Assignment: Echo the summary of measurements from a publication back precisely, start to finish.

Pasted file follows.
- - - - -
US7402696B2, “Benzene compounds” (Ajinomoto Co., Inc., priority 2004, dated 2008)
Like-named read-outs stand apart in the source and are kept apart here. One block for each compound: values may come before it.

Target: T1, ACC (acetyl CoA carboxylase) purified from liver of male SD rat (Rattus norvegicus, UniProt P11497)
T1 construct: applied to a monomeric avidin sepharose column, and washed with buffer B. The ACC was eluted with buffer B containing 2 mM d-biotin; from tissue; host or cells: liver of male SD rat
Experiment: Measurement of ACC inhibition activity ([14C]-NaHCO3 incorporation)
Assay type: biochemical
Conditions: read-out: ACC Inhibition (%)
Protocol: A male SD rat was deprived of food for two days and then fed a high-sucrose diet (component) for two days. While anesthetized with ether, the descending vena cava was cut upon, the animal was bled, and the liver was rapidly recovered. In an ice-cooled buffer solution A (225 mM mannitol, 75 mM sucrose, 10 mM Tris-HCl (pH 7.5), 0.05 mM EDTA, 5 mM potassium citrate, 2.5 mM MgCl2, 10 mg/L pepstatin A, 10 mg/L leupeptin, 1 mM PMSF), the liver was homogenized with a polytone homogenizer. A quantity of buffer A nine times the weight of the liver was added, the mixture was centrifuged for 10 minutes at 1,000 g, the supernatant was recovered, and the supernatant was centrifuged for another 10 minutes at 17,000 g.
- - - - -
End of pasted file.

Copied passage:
US7402696B2, “Benzene compounds” (Ajinomoto Co., Inc., priority 2004, dated 2008)
Like-named read-outs stand apart in the source and are kept apart here. One block for each compound: values may come before it.

Target: T1, ACC (acetyl CoA carboxylase) purified from liver of male SD rat (Rattus norvegicus, UniProt P11497)
T1 construct: applied to a monomeric avidin sepharose column, and washed with buffer B. The ACC was eluted with buffer B containing 2 mM d-biotin; from tissue; host or cells: liver of male SD rat
Experiment: Measurement of ACC inhibition activity ([14C]-NaHCO3 incorporation)
Assay type: biochemical
Conditions: read-out: ACC Inhibition (%)
Protocol: A male SD rat was deprived of food for two days and then fed a high-sucrose diet (component) for two days. While anesthetized with ether, the descending vena cava was cut upon, the animal was bled, and the liver was rapidly recovered. In an ice-cooled buffer solution A (225 mM mannitol, 75 mM sucrose, 10 mM Tris-HCl (pH 7.5), 0.05 mM EDTA, 5 mM potassium citrate, 2.5 mM MgCl2, 10 mg/L pepstatin A, 10 mg/L leupeptin, 1 mM PMSF), the liver was homogenized with a polytone homogenizer. A quantity of buffer A nine times the weight of the liver was added, the mixture was centrifuged for 10 minutes at 1,000 g, the supernatant was recovered, and the supernatant was centrifuged for another 10 minutes at 17,000 g.